I started writing this story the summer of 2019. It’s the scoop on the impressive and unorthodox humans that I got to grow up with – the people that I still idolize. It’s my parents’ unlikely exploits and the bizarreness that was our home-life in 1998. It’s the story of a weighty legacy too – an account of the pressure and self-doubt that can come with living under long shadows.
I began writing it all down last August – writing how my dad ended up on the cover of Ecuador’s biggest sports magazine in 1968, how he saved Julio’s life, how my mom’s face caused a riot down in Santiago, and how we lived in an RV trailer for three years with a pet llama behind Shafer Schoolhouse Road. I retraced the swirl of adventures, realizing as I scoured my memories and sifted through the burned photos how little was actually left of it all. We’d had some bad luck over the years, some tough breaks.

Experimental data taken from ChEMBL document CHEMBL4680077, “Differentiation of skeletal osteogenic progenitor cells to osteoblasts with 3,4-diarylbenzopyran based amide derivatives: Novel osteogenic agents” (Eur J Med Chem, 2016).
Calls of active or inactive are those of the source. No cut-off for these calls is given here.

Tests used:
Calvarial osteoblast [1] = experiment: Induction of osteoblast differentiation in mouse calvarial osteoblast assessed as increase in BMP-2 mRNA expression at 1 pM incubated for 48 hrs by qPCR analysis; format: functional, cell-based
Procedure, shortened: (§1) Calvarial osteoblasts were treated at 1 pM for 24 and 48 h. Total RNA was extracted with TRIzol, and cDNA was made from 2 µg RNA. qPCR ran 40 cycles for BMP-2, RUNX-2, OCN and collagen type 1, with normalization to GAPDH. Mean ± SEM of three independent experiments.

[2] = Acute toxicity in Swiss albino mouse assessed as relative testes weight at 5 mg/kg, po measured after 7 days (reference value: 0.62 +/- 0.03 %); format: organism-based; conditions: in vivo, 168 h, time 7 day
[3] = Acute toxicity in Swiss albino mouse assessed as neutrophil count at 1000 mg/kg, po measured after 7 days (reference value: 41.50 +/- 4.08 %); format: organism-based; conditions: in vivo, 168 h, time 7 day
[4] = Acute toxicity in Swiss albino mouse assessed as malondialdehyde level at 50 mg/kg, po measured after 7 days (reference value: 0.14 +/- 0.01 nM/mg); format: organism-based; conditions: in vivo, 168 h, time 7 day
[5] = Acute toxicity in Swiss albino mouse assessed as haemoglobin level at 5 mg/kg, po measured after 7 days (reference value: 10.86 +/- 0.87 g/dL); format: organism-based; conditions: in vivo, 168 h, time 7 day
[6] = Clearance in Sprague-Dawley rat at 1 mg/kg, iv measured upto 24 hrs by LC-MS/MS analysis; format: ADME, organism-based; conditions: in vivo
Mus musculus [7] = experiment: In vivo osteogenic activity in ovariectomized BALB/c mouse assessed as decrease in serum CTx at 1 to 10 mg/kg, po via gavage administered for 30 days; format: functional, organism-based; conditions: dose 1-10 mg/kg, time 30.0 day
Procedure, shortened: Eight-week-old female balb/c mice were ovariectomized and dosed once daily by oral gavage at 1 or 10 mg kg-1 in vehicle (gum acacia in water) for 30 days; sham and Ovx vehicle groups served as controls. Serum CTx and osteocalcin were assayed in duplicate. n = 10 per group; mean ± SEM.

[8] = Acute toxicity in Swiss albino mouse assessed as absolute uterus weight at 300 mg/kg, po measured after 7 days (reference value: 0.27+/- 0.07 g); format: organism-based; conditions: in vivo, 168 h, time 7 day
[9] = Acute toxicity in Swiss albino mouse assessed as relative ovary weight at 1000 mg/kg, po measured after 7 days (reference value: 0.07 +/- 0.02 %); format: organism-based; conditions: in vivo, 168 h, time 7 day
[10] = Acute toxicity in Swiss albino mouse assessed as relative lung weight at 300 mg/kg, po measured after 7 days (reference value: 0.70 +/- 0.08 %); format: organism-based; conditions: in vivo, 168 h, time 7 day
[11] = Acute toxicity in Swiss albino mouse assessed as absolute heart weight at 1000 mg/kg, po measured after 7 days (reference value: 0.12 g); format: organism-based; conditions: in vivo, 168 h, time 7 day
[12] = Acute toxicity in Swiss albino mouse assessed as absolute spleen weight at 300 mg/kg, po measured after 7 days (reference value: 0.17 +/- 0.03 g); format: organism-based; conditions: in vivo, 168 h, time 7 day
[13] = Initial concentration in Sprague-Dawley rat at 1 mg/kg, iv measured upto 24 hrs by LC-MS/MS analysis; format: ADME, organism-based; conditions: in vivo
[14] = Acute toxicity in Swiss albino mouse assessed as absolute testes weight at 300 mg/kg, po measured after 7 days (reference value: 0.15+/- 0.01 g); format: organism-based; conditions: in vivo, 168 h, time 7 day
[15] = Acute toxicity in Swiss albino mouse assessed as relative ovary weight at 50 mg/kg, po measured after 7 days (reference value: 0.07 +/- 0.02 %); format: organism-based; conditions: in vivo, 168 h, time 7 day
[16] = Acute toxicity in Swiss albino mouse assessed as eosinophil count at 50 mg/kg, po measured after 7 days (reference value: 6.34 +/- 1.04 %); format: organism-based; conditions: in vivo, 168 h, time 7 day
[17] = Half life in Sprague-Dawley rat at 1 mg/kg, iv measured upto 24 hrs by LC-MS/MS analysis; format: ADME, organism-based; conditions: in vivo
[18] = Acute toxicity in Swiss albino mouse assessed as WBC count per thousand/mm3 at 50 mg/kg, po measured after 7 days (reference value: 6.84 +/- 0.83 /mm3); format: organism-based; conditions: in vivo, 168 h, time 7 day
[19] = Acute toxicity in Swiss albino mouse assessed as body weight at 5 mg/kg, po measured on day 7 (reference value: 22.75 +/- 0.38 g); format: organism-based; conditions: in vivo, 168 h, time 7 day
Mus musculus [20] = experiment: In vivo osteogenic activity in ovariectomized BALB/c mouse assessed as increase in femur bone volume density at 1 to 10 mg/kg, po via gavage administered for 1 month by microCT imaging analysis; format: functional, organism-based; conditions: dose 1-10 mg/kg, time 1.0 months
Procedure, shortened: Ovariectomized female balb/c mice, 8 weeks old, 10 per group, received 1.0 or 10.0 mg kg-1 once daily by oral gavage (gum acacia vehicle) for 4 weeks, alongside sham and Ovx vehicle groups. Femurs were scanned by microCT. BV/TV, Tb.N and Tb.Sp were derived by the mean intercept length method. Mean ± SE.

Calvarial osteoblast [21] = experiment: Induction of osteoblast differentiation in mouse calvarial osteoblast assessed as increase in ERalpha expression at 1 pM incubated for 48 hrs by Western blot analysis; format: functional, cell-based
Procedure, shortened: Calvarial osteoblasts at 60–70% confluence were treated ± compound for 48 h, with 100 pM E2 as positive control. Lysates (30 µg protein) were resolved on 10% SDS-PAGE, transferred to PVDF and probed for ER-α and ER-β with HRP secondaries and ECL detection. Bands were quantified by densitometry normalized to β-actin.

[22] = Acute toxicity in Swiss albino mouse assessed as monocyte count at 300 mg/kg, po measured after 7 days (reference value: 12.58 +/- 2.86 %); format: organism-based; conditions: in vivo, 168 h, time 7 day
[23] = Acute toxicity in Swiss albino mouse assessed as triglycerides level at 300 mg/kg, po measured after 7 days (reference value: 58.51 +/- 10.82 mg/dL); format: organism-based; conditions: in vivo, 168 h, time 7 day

It bothered me.
I started interviewing my parents in the fall. They weren’t bothered. They talked with fondness and laughter, reflecting that same strange freedom that had marked their whole crazy lifestyle. They recounted the motorcycles, the outlandish woodland projects, the dramatic rescue – all of it against the current backdrop of their now very modest Pennsylvania lives. As I struggled to match up the humble present with a colorful past, I realized that the heart of my parents’ story isn’t flashy adventures. It isn’t about bold living. Their real legacy is one of generosity, of decades given – the sacrificial spending of time and talents. And that’s the reason it’s indeed a lot to live up to.
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